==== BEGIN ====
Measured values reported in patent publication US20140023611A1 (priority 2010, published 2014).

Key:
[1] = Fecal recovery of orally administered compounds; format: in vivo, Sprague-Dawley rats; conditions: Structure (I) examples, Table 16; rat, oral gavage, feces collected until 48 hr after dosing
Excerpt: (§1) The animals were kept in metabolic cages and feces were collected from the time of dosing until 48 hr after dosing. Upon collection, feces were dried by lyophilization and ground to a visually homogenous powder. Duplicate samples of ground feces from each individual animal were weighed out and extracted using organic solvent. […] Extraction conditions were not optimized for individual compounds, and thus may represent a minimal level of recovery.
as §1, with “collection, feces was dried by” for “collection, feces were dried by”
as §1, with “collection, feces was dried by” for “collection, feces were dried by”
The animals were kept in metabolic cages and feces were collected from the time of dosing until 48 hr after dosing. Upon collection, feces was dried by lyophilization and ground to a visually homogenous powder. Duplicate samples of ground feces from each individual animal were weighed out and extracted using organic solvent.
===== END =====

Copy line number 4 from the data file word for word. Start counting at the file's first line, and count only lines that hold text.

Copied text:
Excerpt: (§1) The animals were kept in metabolic cages and feces were collected from the time of dosing until 48 hr after dosing. Upon collection, feces were dried by lyophilization and ground to a visually homogenous powder. Duplicate samples of ground feces from each individual animal were weighed out and extracted using organic solvent. […] Extraction conditions were not optimized for individual compounds, and thus may represent a minimal level of recovery.